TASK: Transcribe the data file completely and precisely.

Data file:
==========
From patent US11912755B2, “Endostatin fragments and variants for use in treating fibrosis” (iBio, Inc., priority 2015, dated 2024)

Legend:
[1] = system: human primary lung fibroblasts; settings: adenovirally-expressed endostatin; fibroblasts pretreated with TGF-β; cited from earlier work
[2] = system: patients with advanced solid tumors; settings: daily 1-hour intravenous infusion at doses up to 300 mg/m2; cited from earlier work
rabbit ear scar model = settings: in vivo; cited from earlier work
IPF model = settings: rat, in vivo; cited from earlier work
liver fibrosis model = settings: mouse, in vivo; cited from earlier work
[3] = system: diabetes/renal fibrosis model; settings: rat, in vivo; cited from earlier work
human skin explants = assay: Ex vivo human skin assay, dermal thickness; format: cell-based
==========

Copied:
From patent US11912755B2, “Endostatin fragments and variants for use in treating fibrosis” (iBio, Inc., priority 2015, dated 2024)

Legend:
[1] = system: human primary lung fibroblasts; settings: adenovirally-expressed endostatin; fibroblasts pretreated with TGF-β; cited from earlier work
[2] = system: patients with advanced solid tumors; settings: daily 1-hour intravenous infusion at doses up to 300 mg/m2; cited from earlier work
rabbit ear scar model = settings: in vivo; cited from earlier work
IPF model = settings: rat, in vivo; cited from earlier work
liver fibrosis model = settings: mouse, in vivo; cited from earlier work
[3] = system: diabetes/renal fibrosis model; settings: rat, in vivo; cited from earlier work
human skin explants = assay: Ex vivo human skin assay, dermal thickness; format: cell-based